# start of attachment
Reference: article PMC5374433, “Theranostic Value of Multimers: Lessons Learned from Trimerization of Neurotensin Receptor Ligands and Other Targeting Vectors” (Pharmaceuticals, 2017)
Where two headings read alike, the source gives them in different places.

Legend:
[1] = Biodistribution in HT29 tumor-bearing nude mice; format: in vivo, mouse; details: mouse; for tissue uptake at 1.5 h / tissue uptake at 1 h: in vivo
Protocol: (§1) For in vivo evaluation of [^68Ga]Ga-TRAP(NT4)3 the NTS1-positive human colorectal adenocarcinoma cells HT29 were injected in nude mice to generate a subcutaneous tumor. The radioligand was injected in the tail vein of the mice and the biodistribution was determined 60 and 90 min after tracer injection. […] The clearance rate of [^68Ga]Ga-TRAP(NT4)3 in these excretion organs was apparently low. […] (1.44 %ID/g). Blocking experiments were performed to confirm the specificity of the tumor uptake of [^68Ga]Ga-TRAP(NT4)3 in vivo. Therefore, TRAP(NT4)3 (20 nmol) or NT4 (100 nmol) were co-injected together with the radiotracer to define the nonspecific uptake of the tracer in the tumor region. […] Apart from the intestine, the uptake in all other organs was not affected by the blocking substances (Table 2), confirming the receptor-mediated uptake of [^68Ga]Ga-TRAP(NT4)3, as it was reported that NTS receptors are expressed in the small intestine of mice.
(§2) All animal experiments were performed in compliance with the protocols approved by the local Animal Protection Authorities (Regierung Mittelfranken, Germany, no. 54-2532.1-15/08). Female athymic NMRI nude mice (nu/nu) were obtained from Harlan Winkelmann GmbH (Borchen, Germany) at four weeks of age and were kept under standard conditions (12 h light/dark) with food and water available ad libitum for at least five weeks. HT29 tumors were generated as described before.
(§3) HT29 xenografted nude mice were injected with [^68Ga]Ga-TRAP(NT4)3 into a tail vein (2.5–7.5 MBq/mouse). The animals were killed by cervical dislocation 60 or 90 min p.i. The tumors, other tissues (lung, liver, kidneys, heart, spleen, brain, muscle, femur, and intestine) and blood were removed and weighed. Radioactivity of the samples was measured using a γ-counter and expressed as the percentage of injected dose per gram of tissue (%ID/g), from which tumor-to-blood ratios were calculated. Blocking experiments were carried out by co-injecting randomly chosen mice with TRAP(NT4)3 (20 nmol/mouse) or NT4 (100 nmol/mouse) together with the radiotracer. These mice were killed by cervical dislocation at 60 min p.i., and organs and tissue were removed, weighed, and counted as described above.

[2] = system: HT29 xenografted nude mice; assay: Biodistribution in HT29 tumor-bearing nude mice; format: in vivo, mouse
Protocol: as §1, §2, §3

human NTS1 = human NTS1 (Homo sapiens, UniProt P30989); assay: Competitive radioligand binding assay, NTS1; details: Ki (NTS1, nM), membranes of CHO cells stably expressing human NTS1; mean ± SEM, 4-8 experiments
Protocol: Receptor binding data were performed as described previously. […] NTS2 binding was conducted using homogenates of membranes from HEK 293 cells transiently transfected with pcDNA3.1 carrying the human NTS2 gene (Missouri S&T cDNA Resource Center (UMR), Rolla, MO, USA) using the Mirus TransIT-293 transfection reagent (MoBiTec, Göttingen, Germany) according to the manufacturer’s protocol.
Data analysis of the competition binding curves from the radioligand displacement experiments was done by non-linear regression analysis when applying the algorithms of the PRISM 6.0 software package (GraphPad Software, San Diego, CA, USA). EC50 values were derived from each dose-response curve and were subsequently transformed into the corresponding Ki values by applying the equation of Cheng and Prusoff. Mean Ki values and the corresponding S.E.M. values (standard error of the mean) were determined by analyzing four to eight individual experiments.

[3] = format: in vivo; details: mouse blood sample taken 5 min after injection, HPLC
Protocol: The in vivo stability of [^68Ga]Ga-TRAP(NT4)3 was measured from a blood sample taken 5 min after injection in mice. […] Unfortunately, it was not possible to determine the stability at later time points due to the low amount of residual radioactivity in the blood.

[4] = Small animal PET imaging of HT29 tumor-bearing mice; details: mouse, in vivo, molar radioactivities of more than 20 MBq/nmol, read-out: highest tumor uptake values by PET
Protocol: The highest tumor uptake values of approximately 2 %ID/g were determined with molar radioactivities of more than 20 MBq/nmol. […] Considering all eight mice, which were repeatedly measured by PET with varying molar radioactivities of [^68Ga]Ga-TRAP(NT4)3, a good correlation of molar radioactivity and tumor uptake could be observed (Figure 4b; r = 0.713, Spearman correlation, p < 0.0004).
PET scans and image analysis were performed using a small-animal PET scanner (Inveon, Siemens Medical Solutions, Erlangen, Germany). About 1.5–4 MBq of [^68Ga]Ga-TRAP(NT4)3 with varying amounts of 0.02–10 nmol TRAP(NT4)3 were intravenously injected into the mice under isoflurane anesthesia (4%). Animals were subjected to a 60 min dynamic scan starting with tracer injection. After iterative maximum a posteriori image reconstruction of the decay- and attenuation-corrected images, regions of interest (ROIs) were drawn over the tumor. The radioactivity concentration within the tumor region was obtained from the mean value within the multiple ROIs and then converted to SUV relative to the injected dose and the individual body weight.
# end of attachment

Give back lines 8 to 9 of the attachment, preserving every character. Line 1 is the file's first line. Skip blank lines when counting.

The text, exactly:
[2] = system: HT29 xenografted nude mice; assay: Biodistribution in HT29 tumor-bearing nude mice; format: in vivo, mouse
Protocol: as §1, §2, §3